Last Word

Maj. Gen. Wesley E. Craig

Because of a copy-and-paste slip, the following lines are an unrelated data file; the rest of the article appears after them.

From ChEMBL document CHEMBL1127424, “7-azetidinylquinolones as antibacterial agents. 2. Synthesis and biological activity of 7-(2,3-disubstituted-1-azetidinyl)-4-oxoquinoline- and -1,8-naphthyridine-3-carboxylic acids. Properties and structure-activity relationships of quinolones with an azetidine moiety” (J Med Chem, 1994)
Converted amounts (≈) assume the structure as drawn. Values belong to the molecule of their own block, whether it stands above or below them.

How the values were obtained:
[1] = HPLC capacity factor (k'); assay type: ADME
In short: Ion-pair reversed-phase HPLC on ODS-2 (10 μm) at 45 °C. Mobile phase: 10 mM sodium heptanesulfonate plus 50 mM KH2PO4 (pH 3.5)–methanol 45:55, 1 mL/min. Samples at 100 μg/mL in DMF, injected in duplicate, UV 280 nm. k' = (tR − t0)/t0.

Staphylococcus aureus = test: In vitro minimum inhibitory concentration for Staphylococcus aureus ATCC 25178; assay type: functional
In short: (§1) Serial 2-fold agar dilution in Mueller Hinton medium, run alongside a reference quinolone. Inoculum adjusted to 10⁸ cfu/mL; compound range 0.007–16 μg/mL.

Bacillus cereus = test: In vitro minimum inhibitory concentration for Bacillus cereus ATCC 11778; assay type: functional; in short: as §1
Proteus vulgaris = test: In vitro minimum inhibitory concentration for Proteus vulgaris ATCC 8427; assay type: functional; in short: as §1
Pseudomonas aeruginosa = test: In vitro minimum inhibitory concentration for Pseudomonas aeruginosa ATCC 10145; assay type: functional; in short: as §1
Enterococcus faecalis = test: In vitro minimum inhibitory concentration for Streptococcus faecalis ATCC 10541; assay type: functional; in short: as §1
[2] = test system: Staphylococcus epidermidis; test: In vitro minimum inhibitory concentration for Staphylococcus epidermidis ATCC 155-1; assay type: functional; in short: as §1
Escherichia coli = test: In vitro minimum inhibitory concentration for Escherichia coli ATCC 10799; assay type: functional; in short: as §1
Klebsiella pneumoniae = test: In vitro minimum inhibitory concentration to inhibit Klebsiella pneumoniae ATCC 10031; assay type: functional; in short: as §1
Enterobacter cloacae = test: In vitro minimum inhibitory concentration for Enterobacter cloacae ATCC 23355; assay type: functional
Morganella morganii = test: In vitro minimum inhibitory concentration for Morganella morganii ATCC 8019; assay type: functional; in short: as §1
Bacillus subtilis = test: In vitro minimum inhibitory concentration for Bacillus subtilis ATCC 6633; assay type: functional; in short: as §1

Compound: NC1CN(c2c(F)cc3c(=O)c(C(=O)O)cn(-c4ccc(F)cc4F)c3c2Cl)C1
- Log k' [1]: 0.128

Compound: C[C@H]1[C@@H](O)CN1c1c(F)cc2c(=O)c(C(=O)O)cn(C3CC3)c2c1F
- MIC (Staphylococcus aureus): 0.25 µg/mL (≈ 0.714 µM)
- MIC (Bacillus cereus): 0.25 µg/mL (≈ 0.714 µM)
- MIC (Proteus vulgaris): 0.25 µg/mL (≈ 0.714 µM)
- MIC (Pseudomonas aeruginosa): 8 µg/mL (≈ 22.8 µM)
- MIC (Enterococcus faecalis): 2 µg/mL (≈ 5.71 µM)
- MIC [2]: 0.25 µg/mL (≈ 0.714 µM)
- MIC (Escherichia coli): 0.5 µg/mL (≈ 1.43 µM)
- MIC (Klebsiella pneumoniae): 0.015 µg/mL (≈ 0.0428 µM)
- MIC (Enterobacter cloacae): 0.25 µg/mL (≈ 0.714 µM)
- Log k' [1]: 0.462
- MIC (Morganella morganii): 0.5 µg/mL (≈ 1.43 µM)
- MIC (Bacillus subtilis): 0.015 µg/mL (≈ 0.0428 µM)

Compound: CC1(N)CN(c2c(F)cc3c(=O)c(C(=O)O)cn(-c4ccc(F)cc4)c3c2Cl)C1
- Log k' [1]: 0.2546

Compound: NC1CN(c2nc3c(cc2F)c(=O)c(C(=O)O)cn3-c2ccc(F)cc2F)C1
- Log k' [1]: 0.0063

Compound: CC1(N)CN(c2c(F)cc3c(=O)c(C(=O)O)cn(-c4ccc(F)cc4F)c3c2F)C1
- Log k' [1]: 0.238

“You go to war with the Army you have.”<br /> <br /> DEFENSE SECRETARY DONALD Rumsfeld offered this statement in 2004 to soldiers preparing to move from Kuwait to Iraq without adequate armored vehicles or crew-served weapons.<br /> <br /> The failure to perceive the future threat of hybrid conflict when he took office in 2001 placed our troops in great danger, costing us both lives and dollars.<br /> <br /> We still live in a dangerous world. Several terrorist organizations and nation states have clearly stated their intentions of destroying our country and our way of life.<br /> <br /> These threats are real. At the same time, the national debt is driving the debate about our level of defense resourcing.<br /> <br /> The Army must be affordable yet scalable to successfully deal with unforeseen contingencies. Adequate military forces are an absolute necessity for national survival.<br /> <br /> Gen. Raymond T. Odierno, the Army chief of staff, shared his thoughts on the matter in a December blog post:<br /> <br /> “First, our Army must prevent conflict.Prevention requires a credible force with sufficient capacity, readiness, and modernization.<br /> <br /> “Second, our Army must help shape the international environment so our friends are enabled and our enemies contained. We do that by engaging our partners, fostering mutual understanding through military to military contacts. … It is cultivating friends before you need them.<br /> <br /> “Finally, we must be ready to win decisively and dominantly. If we do not, we pay the price in American lives.”<br /> <br /> Although these goals could be accomplished by a largestanding Army of 700,000 active-component troops, that level is clearly unaffordable.<br /> <br /> The president has directed the Defense Department to reduce spending by $480 billion over the next 10 years, driving a planned strength reduction from 570,000 activecomponent soldiers to 520,000 or fewer.<br /> <br /> This will force a reduction in both brigade combat teams and enabling forces, exposing the nation to considerable security risk. We will be building a smaller, less capable force and ignoring the persistent threat.<br /> <br /> The solution to this dilemma is clear: Move all 50,000 soldiers sliced from the force into the Army National Guard. Use those troops to build eight more BCTs and other specialized enablers, such as engineers, military police and transportation.<br /> <br /> This will return the Army Guard to its 2006 level of 36 BCTs and position the Guard to provide up to seven BCTs for any contingency every year of the five-year Army Force Generation rotation model.<br /> <br /> Some in Congress understand. Sen. Patrick Leahy, D-Vt., and Sen. Lindsey Graham, R-S.C., the co-chairs of the Senate National Guard Caucus, said in an article in this magazine last month that it’s time for the nation to depend more on the Guard and Reserve.<br /> <br /> “The size of the active component will contract under the weight of current budgeting realities and to reflect the Framer’s constitutional vision of a small standing army augmented by a larger cadre of citizen soldiers,” they wrote.“Simultaneously, the Guard and Reserve must grow so that those cuts to the active force can be quickly and easily reversed if circumstances demand it.”<br /> <br /> The Guard is a perfect fit for this crisis.For one thing, our State Partnership Program, which works with 63 countries in six combatant commands to help create military capability from the ground up, is doing exactly what the chief of staff suggests— “cultivating friends before you need them.” <br /> <br /> We all are aware of the Guard’s cost effectiveness.The Guard took only 10 percent of the Army’s base budget last year. Our parttime status lowers our personnel costs. Our retirements start later and our medical costs are largely borne by civilian employers.Plus, we require no sprawling military community.<br /> <br /> Increasing the size and manning level of the Guard also would offer our governors more capable forces when dealing with natural or manmade disasters. We are forward deployed and contain a wide variety of civilian skills.<br /> <br /> The National Guard has had historic success in recruitment and retention during the war on terrorism. Its innovative recruiting programs, along with an adequate recruiting force and well-targeted marketing, can sustain increased growth for a modest cost.<br /> <br /> We are at a critical juncture in the history of the Guard and the nation. We must heed the words of George Washington who said, “[T]o be prepared for war is one of the most effectual means of preserving peace.” <br /> <br /> Expansion of the Army Guard is a highly cost-effective way to accomplish this goal.<br /> <br /> The author is the Pennsylvania adjutant general.